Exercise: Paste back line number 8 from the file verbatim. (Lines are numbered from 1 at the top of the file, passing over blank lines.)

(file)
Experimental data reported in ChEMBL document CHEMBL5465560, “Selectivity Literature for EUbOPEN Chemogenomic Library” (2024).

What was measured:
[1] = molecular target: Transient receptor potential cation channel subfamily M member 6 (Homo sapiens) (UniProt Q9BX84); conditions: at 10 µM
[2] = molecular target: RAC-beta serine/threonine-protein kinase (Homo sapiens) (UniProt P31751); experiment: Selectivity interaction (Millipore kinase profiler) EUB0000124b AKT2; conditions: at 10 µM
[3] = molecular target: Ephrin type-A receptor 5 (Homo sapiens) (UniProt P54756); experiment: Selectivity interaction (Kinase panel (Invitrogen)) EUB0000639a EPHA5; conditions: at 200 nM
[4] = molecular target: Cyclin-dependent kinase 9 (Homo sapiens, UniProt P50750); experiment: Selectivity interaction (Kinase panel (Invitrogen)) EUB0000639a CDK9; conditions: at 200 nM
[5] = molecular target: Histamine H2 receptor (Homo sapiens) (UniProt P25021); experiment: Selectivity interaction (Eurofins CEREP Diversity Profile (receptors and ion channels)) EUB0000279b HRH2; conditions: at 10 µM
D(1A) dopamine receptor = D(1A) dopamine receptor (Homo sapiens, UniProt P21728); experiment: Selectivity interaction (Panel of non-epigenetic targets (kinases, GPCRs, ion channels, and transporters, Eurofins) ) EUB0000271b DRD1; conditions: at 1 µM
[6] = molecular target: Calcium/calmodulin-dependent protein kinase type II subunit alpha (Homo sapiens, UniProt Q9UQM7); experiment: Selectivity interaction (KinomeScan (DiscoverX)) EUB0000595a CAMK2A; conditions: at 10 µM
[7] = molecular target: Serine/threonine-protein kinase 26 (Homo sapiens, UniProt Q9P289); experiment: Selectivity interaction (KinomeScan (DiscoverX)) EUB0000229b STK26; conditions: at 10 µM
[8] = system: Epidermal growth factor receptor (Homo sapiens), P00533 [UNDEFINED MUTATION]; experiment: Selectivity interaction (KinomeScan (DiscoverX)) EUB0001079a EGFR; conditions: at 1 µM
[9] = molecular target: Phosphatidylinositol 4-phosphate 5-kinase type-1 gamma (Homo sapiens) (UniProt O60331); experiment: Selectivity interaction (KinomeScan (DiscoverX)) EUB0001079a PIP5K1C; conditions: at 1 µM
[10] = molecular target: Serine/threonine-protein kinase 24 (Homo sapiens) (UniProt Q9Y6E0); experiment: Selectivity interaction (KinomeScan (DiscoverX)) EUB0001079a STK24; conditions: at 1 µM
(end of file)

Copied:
D(1A) dopamine receptor = D(1A) dopamine receptor (Homo sapiens, UniProt P21728); experiment: Selectivity interaction (Panel of non-epigenetic targets (kinases, GPCRs, ion channels, and transporters, Eurofins) ) EUB0000271b DRD1; conditions: at 1 µM